Daniel Charles

Dan Charles is NPR's food and agriculture correspondent.

Primarily responsible for covering farming and the food industry, Charles focuses on the stories of culture, business, and the science behind what arrives on your dinner plate.

This is his second time working for NPR; from 1993 to 1999, Charles was a technology correspondent at NPR. He returned in 2011.

During his time away from NPR, Charles was an independent writer and radio producer and occasionally filled in at NPR on the Science and National desks, and at Weekend Edition. Over the course of his career Charles has reported on software engineers in India, fertilizer use in China, dengue fever in Peru, alternative medicine in Germany, and efforts to turn around a troubled school in Washington, DC.

In 2009-2010, he taught journalism in Ukraine through the Fulbright program. He has been guest researcher at the Institute for Peace Research and Security Policy at the University of Hamburg, Germany, and a Knight Science Journalism fellow at the Massachusetts Institute of Technology.

From 1990 to 1993, Charles was a U.S. correspondent for New Scientist, a major British science magazine.

The author of two books, Charles wrote Master Mind: The Rise and Fall of Fritz Haber, The Nobel Laureate Who Launched the Age of Chemical Warfare (Ecco, 2005) and Lords of the Harvest: Biotech, Big Money, and the Future of Food (Perseus, 2001) about the making of genetically engineered crops.

Charles graduated magna cum laude from American University with a degree in economics and international affairs. After graduation Charles spent a year studying in Bonn, which was then part of West Germany, through the German Academic Exchange Service.

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12:44pm

Thu March 13, 2014
The Salt

Top 5 Ways Asparagus, A Rite Of Spring, Can Still Surprise

Originally published on Thu March 13, 2014 4:35 pm

From the botanical to the economic, spring's iconic vegetable still harbors surprises.
Sharon Mollerus/Flickr

As the snow melts, even in Minnesota, and daylight lingers into evening, people who like to eat with the seasons know what's coming: asparagus.

"Asparagus means the beginning of spring. It's spring!" says Nora Pouillon, chef and founder of Restaurant Nora in Washington, D.C. Later this month, she'll revise her menu, and it will certainly include asparagus with salmon, and asparagus soup.

It's an elegant vegetable, Pouillon says, and unique: "Sweet and bitter at the same time."

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1:50am

Tue March 4, 2014
The Salt

In The New Globalized Diet, Wheat, Soy And Palm Oil Rule

Originally published on Wed March 5, 2014 7:21 am

The world is increasingly relying on a few dozen megacrops, like wheat and potatoes, for survival. Above, a wheat field in Arkansas.
Danny Johnston AP

These days you can fly to far corners of the world and eat pretty much the same food you can get back home. There's pizza in China and sushi in Ethiopia.

A new scientific study shows that something similar is true of the crops that farmers grow. Increasingly, there's a standard global diet, and the human race is depending more and more on a handful of major crops for much of its food.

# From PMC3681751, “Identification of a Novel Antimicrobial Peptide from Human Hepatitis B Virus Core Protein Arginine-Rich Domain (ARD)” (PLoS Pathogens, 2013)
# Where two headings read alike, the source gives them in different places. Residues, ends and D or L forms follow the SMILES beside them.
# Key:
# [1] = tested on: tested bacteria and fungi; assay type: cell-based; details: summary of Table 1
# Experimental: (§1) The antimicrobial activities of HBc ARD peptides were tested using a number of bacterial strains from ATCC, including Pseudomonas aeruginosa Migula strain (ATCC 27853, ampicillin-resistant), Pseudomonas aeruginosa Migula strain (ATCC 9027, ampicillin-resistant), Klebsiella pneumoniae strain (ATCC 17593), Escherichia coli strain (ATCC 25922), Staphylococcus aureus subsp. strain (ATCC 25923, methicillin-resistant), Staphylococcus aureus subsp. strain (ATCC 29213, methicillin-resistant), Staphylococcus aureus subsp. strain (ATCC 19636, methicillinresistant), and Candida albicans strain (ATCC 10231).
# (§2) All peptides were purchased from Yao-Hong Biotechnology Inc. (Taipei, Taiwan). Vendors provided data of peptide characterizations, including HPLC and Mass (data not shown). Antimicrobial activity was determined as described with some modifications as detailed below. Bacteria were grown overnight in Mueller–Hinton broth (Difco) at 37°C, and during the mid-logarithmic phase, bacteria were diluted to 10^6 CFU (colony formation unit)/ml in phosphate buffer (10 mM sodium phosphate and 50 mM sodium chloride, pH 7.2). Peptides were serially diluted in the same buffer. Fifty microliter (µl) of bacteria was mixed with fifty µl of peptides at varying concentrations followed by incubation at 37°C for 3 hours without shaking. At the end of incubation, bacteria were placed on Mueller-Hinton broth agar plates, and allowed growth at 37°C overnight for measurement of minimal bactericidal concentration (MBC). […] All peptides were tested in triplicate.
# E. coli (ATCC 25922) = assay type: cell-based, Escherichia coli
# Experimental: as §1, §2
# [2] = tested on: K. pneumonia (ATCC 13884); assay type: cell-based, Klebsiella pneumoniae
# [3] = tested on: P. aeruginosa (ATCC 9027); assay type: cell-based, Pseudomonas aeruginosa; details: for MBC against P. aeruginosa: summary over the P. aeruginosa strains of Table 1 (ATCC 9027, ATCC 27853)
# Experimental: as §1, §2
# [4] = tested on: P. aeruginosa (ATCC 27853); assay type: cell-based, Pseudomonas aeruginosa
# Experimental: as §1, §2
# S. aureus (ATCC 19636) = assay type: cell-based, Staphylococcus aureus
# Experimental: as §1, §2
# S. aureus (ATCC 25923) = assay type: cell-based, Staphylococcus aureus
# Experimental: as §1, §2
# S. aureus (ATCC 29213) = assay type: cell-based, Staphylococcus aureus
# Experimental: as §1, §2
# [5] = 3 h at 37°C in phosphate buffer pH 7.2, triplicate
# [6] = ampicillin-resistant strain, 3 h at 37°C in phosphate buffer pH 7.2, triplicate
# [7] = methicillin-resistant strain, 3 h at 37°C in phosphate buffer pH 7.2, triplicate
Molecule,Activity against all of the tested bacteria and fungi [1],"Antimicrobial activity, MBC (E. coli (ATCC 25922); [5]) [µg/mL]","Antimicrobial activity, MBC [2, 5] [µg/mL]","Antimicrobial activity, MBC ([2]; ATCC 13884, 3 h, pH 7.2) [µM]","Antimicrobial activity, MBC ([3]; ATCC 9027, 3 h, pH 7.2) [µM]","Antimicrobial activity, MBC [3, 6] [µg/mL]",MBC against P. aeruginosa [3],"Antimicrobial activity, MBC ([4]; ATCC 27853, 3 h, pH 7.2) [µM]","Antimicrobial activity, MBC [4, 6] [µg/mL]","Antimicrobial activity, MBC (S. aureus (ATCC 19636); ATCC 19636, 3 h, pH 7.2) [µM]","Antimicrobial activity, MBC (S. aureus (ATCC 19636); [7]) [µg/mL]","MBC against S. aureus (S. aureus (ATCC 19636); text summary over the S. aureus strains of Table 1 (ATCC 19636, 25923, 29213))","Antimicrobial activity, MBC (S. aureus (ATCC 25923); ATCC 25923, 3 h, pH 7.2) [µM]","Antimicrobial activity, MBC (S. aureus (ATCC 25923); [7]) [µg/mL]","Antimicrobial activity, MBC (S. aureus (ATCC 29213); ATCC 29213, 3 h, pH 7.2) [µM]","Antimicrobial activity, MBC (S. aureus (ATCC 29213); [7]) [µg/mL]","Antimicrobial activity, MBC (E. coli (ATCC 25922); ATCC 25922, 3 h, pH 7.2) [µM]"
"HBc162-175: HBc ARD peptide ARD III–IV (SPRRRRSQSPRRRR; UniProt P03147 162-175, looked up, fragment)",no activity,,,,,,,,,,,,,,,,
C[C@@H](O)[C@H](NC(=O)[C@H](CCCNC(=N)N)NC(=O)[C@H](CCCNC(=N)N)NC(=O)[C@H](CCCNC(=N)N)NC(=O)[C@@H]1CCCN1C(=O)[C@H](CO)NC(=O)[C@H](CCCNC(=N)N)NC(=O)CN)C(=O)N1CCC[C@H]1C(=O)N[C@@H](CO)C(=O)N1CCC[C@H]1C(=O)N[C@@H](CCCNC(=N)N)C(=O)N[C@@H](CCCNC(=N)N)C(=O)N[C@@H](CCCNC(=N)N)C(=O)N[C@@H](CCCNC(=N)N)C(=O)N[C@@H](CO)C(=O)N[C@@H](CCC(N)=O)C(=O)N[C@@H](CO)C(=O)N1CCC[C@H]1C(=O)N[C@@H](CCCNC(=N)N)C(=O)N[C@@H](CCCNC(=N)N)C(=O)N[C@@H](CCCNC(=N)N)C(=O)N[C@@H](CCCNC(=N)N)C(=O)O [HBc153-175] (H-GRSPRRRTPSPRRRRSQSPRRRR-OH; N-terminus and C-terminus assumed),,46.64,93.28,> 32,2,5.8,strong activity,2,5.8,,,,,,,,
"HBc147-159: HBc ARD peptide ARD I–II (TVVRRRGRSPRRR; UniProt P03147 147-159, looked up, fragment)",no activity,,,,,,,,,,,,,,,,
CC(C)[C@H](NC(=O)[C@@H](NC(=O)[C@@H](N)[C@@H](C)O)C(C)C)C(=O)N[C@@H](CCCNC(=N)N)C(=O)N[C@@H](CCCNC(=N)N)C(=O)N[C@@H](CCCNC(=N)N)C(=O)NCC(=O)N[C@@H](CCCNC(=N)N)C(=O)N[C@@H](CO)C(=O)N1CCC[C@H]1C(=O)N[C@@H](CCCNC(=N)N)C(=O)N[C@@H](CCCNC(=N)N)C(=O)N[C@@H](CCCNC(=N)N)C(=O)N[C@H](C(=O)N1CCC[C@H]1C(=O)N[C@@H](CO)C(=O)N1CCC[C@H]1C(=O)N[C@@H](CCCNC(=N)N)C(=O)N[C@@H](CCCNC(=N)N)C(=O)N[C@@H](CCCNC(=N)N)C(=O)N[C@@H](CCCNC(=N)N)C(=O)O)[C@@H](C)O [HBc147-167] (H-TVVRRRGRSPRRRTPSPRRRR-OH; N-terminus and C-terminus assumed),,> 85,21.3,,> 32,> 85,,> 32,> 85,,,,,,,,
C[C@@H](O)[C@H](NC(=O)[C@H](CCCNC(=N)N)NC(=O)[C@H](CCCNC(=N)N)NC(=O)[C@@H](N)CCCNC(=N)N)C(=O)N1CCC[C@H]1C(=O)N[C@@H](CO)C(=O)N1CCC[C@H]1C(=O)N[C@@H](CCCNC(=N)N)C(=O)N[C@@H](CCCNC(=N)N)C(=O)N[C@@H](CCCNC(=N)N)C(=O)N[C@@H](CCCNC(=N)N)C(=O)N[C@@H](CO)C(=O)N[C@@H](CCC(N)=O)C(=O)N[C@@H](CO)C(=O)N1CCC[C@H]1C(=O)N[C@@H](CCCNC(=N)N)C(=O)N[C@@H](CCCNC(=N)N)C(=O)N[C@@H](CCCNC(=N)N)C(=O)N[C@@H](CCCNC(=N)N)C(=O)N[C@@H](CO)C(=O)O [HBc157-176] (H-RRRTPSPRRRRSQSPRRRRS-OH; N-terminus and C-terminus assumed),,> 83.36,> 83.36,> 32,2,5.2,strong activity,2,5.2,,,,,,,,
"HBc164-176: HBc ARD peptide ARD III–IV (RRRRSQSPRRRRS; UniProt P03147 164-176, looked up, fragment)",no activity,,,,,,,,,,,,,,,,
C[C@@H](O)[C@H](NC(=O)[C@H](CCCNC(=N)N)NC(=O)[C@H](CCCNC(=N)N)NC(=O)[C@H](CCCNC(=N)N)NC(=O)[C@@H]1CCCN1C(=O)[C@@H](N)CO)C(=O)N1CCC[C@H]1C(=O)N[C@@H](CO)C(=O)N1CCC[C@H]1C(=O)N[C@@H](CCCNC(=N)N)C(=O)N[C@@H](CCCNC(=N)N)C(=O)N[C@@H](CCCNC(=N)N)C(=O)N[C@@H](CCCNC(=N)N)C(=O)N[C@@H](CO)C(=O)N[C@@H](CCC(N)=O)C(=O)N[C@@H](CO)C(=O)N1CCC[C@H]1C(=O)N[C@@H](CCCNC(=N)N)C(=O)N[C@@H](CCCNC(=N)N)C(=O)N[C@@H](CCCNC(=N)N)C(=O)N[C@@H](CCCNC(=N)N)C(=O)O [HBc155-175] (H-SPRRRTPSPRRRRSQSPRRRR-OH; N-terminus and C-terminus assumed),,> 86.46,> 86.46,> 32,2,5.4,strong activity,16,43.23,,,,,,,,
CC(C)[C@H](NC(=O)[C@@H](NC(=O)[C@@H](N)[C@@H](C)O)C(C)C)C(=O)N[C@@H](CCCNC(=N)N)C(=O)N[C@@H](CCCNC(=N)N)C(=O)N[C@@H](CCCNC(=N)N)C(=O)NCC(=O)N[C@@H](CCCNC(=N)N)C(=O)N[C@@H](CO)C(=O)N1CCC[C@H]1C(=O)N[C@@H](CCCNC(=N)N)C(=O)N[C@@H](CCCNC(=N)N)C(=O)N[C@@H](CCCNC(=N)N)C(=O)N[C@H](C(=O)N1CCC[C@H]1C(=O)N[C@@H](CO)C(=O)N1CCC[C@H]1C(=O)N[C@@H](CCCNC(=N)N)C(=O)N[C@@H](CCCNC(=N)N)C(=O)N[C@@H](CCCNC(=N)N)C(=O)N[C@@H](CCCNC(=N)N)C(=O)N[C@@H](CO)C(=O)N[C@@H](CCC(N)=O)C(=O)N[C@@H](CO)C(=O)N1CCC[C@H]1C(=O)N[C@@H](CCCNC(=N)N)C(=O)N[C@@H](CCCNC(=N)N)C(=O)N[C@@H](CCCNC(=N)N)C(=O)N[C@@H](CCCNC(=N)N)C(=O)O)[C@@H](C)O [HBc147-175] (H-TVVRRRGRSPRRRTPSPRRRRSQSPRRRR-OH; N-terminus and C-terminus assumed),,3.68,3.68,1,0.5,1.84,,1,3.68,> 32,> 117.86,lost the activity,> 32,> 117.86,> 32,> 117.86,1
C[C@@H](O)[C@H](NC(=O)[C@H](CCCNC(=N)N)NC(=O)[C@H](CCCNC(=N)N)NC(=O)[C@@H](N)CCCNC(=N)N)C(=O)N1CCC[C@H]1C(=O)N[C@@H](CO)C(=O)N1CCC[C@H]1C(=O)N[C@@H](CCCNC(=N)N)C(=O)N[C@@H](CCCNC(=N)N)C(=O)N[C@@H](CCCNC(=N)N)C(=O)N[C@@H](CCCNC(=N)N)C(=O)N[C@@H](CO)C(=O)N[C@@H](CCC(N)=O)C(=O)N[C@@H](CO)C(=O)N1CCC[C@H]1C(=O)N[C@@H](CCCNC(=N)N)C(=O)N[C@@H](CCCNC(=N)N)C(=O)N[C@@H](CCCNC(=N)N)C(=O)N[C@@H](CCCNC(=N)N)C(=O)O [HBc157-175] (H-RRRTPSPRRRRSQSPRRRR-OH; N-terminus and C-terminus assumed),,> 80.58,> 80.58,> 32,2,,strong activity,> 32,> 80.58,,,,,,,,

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11:50am

Fri February 28, 2014
The Salt

Why The 'Non-GMO' Label Is Organic's Frenemy

Originally published on Tue March 4, 2014 9:29 am

The increasingly successful movement to eliminate GMO crops from food is turning out to be organic's false friend.
Robyn Beck AFP/Getty Images

It's easy to think of "organic" and "non-GMO" as the best buddies of food. They sit comfortably beside each other in the same grocery stores — most prominently, in Whole Foods Market. Culturally, they also seem to occupy the same space. Both reject aspects of mainstream industrial agriculture.

In fact, the increasingly successful movement to eliminate genetically modified crops — GMOs — from food is turning out to be organic's false friend. The non-GMO label has become a cheaper alternative to organic.

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3:04pm

Thu February 27, 2014
The Salt

Chickens That Lay Organic Eggs Eat Imported Food, And It's Pricey

Originally published on Tue March 4, 2014 9:26 am

Empty shelves where eggs should be at a Whole Foods Market in Washington, D.C. The store blames increased demand for organic eggs.
Dan Charles NPR

The other morning, I found myself staring at something strange and unfamiliar: empty grocery shelves with the word "eggs" above them. The store, a Whole Foods Market in Washington, D.C., blamed, in another sign, the dearth on "increased demand for organic eggs."

This scene is unfolding in grocery stores across the country. But Whole Foods' sign wasn't telling the whole truth. Demand for organic eggs is indeed increasing, but production is also down.

The reason behind that shortfall highlights an increasingly acute problem in the organic industry.

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1:40am

Thu February 20, 2014
The Salt

The System Supplying America's Chickens Pits Farmer Vs. Farmer

Originally published on Thu February 20, 2014 7:23 am

Benny Bunting, a farm advocate for Rural Advancement Foundation International-USA, in front of one of his old chicken houses in Oak City, N.C.